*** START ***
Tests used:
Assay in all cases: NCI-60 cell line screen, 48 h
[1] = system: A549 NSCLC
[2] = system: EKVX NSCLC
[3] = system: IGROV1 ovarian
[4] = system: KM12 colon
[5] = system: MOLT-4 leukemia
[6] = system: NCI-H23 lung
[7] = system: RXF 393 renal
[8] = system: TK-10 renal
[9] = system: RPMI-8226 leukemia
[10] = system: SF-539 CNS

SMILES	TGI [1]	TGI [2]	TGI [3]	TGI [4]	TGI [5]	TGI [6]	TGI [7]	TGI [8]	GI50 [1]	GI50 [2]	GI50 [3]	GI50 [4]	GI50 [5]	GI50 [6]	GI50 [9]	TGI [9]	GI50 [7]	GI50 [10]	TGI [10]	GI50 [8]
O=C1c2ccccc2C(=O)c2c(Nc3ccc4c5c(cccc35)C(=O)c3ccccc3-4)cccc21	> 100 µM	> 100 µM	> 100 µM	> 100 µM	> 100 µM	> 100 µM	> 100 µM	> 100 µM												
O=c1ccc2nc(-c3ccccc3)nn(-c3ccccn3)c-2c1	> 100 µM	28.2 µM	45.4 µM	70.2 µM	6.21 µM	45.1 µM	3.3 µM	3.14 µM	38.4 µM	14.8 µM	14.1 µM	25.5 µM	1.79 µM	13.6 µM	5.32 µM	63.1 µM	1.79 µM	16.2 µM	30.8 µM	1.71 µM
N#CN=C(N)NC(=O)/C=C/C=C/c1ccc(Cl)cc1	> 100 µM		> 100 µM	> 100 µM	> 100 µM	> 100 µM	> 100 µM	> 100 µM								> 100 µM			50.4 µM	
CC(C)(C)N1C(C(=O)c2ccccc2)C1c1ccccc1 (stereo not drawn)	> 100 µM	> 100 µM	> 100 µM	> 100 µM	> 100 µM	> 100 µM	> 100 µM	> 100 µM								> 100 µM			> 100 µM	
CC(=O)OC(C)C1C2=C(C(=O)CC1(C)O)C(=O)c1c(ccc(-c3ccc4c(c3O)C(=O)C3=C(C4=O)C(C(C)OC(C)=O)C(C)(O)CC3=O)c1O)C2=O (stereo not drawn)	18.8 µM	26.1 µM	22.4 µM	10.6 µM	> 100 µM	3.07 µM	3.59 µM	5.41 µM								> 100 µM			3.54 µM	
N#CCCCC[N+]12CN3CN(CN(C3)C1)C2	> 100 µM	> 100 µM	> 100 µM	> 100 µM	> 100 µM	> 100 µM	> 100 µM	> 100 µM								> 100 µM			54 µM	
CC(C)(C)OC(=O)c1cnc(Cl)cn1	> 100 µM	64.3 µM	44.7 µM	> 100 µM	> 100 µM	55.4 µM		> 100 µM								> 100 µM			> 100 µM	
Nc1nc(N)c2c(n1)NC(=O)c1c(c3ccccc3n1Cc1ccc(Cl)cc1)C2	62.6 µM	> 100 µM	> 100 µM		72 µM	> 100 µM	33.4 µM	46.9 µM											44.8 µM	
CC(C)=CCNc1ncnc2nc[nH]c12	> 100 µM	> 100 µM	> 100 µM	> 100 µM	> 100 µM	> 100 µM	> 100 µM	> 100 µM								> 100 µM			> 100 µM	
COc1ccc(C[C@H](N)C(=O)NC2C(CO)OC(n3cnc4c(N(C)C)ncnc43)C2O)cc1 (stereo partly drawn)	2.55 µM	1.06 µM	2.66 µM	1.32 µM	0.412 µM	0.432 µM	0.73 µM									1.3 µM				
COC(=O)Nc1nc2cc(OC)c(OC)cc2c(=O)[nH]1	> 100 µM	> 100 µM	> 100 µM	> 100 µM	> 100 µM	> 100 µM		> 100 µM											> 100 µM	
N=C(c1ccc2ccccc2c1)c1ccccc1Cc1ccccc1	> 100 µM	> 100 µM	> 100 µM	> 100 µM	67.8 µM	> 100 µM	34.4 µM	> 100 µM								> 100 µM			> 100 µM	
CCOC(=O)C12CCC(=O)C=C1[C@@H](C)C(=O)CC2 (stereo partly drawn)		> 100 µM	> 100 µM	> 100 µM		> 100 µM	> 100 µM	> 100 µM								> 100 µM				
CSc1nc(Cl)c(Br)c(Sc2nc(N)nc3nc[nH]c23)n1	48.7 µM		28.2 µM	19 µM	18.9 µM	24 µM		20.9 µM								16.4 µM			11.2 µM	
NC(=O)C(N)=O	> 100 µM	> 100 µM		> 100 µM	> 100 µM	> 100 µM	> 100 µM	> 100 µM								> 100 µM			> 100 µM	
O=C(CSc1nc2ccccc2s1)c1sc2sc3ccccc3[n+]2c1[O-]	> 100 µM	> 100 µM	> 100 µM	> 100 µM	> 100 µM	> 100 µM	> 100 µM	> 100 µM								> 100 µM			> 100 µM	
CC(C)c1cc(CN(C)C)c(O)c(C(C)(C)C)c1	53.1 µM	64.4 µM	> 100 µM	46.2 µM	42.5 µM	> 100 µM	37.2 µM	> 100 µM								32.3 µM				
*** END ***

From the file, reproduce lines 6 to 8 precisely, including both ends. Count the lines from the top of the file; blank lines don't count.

[4] = system: KM12 colon
[5] = system: MOLT-4 leukemia
[6] = system: NCI-H23 lung